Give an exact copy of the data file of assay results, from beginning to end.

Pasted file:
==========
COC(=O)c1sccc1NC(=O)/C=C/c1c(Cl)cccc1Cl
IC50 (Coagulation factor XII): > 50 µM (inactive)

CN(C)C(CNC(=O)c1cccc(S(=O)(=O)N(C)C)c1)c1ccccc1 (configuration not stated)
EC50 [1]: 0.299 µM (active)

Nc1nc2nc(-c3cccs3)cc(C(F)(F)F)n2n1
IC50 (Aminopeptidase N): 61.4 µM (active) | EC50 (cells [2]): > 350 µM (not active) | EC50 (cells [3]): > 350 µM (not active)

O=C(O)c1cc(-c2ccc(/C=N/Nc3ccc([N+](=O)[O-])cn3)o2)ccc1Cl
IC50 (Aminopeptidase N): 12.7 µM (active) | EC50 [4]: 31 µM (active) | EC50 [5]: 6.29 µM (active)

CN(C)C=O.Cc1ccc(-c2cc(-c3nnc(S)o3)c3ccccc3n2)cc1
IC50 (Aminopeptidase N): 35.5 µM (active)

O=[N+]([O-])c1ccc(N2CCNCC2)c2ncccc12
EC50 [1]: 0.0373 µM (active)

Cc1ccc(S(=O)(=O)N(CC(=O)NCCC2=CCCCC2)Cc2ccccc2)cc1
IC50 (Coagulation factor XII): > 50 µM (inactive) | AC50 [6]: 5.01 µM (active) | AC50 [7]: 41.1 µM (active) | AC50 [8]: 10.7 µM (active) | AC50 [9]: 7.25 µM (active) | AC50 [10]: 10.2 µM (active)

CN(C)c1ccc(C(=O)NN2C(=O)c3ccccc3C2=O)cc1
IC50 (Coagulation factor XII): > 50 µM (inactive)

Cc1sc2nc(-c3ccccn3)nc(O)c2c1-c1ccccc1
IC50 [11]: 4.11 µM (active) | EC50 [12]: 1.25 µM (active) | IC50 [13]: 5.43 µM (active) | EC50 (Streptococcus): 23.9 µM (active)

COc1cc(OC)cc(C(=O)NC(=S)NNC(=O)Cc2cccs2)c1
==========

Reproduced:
COC(=O)c1sccc1NC(=O)/C=C/c1c(Cl)cccc1Cl
IC50 (Coagulation factor XII): > 50 µM (inactive)

CN(C)C(CNC(=O)c1cccc(S(=O)(=O)N(C)C)c1)c1ccccc1 (configuration not stated)
EC50 [1]: 0.299 µM (active)

Nc1nc2nc(-c3cccs3)cc(C(F)(F)F)n2n1
IC50 (Aminopeptidase N): 61.4 µM (active) | EC50 (cells [2]): > 350 µM (not active) | EC50 (cells [3]): > 350 µM (not active)

O=C(O)c1cc(-c2ccc(/C=N/Nc3ccc([N+](=O)[O-])cn3)o2)ccc1Cl
IC50 (Aminopeptidase N): 12.7 µM (active) | EC50 [4]: 31 µM (active) | EC50 [5]: 6.29 µM (active)

CN(C)C=O.Cc1ccc(-c2cc(-c3nnc(S)o3)c3ccccc3n2)cc1
IC50 (Aminopeptidase N): 35.5 µM (active)

O=[N+]([O-])c1ccc(N2CCNCC2)c2ncccc12
EC50 [1]: 0.0373 µM (active)

Cc1ccc(S(=O)(=O)N(CC(=O)NCCC2=CCCCC2)Cc2ccccc2)cc1
IC50 (Coagulation factor XII): > 50 µM (inactive) | AC50 [6]: 5.01 µM (active) | AC50 [7]: 41.1 µM (active) | AC50 [8]: 10.7 µM (active) | AC50 [9]: 7.25 µM (active) | AC50 [10]: 10.2 µM (active)

CN(C)c1ccc(C(=O)NN2C(=O)c3ccccc3C2=O)cc1
IC50 (Coagulation factor XII): > 50 µM (inactive)

Cc1sc2nc(-c3ccccn3)nc(O)c2c1-c1ccccc1
IC50 [11]: 4.11 µM (active) | EC50 [12]: 1.25 µM (active) | IC50 [13]: 5.43 µM (active) | EC50 (Streptococcus): 23.9 µM (active)

COc1cc(OC)cc(C(=O)NC(=S)NNC(=O)Cc2cccs2)c1